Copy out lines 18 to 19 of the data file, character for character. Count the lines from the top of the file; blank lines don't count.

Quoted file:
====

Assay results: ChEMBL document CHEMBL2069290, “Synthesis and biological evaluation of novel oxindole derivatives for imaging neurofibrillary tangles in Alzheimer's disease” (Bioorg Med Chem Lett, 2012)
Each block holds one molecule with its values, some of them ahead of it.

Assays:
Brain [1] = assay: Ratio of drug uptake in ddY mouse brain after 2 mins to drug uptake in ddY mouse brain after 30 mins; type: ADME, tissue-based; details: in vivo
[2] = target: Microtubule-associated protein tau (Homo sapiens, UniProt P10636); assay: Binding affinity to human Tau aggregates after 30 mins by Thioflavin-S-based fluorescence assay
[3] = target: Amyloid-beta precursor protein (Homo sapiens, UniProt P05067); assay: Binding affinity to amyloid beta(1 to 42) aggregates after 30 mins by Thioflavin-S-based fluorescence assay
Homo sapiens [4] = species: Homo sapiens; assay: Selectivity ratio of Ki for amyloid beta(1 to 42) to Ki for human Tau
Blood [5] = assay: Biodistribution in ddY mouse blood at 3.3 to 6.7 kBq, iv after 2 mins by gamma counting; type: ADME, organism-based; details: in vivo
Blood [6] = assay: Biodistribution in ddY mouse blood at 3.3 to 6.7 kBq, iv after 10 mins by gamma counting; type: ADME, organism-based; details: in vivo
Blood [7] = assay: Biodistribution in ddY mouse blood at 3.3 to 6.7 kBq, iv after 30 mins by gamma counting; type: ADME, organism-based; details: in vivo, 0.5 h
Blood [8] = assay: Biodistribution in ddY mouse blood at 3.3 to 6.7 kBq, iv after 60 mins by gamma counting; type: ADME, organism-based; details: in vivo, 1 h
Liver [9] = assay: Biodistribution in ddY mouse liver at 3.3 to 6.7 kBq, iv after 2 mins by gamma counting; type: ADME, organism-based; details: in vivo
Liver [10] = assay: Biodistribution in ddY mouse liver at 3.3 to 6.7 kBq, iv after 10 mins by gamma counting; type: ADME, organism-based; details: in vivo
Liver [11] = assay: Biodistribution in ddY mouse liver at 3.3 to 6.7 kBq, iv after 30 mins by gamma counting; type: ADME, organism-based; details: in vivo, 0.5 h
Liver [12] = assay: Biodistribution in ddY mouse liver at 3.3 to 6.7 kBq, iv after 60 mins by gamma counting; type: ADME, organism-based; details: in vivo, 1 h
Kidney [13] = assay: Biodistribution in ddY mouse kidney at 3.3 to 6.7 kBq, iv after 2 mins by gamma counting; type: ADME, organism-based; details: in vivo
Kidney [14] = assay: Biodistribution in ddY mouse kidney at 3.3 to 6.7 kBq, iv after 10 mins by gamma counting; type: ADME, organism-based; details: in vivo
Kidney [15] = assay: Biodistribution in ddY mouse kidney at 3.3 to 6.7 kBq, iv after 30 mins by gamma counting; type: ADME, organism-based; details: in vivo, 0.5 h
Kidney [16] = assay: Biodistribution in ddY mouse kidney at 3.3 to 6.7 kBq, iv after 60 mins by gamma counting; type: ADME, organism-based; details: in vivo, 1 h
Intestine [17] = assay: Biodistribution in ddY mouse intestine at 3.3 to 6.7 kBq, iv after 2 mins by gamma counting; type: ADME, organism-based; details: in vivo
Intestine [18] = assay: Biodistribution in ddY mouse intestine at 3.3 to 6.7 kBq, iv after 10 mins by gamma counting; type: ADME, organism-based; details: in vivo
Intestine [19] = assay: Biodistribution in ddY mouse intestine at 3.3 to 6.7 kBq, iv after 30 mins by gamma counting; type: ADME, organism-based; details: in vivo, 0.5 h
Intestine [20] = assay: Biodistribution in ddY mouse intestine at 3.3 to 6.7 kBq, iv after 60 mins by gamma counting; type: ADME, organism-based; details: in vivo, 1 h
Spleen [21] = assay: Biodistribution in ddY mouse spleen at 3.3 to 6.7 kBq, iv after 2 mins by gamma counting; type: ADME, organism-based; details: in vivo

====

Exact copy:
Kidney [15] = assay: Biodistribution in ddY mouse kidney at 3.3 to 6.7 kBq, iv after 30 mins by gamma counting; type: ADME, organism-based; details: in vivo, 0.5 h
Kidney [16] = assay: Biodistribution in ddY mouse kidney at 3.3 to 6.7 kBq, iv after 60 mins by gamma counting; type: ADME, organism-based; details: in vivo, 1 h